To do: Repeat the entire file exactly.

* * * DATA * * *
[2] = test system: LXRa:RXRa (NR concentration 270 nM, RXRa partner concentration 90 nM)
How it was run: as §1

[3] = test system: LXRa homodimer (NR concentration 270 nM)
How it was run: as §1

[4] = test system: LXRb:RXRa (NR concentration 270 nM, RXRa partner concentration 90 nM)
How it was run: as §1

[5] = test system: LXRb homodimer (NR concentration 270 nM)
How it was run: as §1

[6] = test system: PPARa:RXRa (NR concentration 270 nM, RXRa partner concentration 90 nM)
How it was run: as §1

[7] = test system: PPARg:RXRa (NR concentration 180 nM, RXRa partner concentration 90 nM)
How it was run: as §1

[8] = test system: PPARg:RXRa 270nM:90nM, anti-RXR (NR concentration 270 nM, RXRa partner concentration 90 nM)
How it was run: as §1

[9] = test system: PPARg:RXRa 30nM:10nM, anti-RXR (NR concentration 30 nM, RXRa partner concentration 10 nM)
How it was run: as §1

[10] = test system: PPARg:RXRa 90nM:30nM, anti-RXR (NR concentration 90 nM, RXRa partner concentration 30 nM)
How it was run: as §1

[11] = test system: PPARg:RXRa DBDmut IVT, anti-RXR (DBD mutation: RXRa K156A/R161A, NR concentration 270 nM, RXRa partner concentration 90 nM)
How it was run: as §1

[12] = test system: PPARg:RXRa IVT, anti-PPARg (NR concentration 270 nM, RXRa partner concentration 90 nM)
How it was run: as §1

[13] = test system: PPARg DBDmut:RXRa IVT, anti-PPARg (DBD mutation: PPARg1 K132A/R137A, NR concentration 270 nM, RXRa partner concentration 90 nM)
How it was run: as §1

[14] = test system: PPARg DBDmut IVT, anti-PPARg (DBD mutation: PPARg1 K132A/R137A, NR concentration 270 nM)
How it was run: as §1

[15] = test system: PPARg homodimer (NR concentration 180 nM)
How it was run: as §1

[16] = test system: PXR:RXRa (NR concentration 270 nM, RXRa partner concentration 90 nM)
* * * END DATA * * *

[2] = test system: LXRa:RXRa (NR concentration 270 nM, RXRa partner concentration 90 nM)
How it was run: as §1

[3] = test system: LXRa homodimer (NR concentration 270 nM)
How it was run: as §1

[4] = test system: LXRb:RXRa (NR concentration 270 nM, RXRa partner concentration 90 nM)
How it was run: as §1

[5] = test system: LXRb homodimer (NR concentration 270 nM)
How it was run: as §1

[6] = test system: PPARa:RXRa (NR concentration 270 nM, RXRa partner concentration 90 nM)
How it was run: as §1

[7] = test system: PPARg:RXRa (NR concentration 180 nM, RXRa partner concentration 90 nM)
How it was run: as §1

[8] = test system: PPARg:RXRa 270nM:90nM, anti-RXR (NR concentration 270 nM, RXRa partner concentration 90 nM)
How it was run: as §1

[9] = test system: PPARg:RXRa 30nM:10nM, anti-RXR (NR concentration 30 nM, RXRa partner concentration 10 nM)
How it was run: as §1

[10] = test system: PPARg:RXRa 90nM:30nM, anti-RXR (NR concentration 90 nM, RXRa partner concentration 30 nM)
How it was run: as §1

[11] = test system: PPARg:RXRa DBDmut IVT, anti-RXR (DBD mutation: RXRa K156A/R161A, NR concentration 270 nM, RXRa partner concentration 90 nM)
How it was run: as §1

[12] = test system: PPARg:RXRa IVT, anti-PPARg (NR concentration 270 nM, RXRa partner concentration 90 nM)
How it was run: as §1

[13] = test system: PPARg DBDmut:RXRa IVT, anti-PPARg (DBD mutation: PPARg1 K132A/R137A, NR concentration 270 nM, RXRa partner concentration 90 nM)
How it was run: as §1

[14] = test system: PPARg DBDmut IVT, anti-PPARg (DBD mutation: PPARg1 K132A/R137A, NR concentration 270 nM)
How it was run: as §1

[15] = test system: PPARg homodimer (NR concentration 180 nM)
How it was run: as §1

[16] = test system: PXR:RXRa (NR concentration 270 nM, RXRa partner concentration 90 nM)